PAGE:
Leal says that alcohol causes numerous social problems, so drinkers should pay a little more to cover those costs. He wants city staff to study the impact of alcohol abuse. (We hope that they include data on the benefits of drinking, which include making it a lot easier to get through a City Council meeting.)
We're not sure the city has the authority to enact a new booze tax. And having a tax inside the city just gives an advantage to liquor stores outside of city limits, so it's not the smartest idea we've heard lately.
But the larger problem is that Leal didn't reach out to his colleagues to get much buy-in on the idea before he pitched it--so we expect it's DOA.
If Leal really wants to find a way to raise more money, why doesn't he just follow Gov. Janet Napolitano's lead and expand the photo-radar program that the city is using to bust people who speed and run red lights? That program has been underway for more than a year, and the early evidence suggests that it has reduced car crashes and saved lives.
The program has caused almost no uproar, except among a small group of civil libertarians. Added bonus: It's definitely legal and won't require city staff to waste time doing another dumb "study."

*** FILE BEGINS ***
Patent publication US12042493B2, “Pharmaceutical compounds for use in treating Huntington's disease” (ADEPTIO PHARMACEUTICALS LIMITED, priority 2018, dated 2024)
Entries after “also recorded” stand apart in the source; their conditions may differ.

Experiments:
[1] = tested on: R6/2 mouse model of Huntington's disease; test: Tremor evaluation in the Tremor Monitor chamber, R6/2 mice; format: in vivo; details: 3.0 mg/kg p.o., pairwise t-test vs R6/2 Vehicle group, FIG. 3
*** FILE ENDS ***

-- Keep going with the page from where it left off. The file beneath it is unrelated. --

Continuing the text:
Now Giffords is touting her own endorsements from two veterans groups. The Veterans of Foreign Wars Political Action Committee and the Military Families for Progress are both backing Giffords, who has pushed for more funding to help veterans, particularly those with post-traumatic stress disorders.
In a letter to Giffords, Larry W. Rivers, director of VFW-PAC, said that the endorsement was "based on your strong support for veterans, national security/defense and military personnel issues."
The first is Proposition 105, aka the Majority Rules initiative, which would require any statewide initiative that increases fees or taxes to pass with a majority of all registered voters, not just the ones who vote. That means all nonvoters would be considered a "no" vote, so even if 80 percent of the voters support an idea, it could still fail. (See "Extra-Special Interests" in this issue for more details.)
Campbell says Prop 105 would essentially torpedo the entire initiative process, which environmental groups have used, for example, to direct lottery funds to help support state parks. The second proposition that has drawn the ire of the cacti crowd is Proposition 100, aka Protect Our Homes, which would block a real-estate transfer tax, which is essentially a sales tax on the purchase of homes or other real estate. Campbell says that other states--including Florida, Maryland and New York--use similar fees to acquire land for conservation. Campbell says Pima County could use the fees to manage the Sonoran Desert Conservation Plan.
"This is a key aspect of the plan," Campbell press-released last week. "Monitoring and management cost money, and many conservation efforts have failed because of a lack of funding for these purposes. And in Arizona, we are already severely restricted in what kind of funding is available for conservation."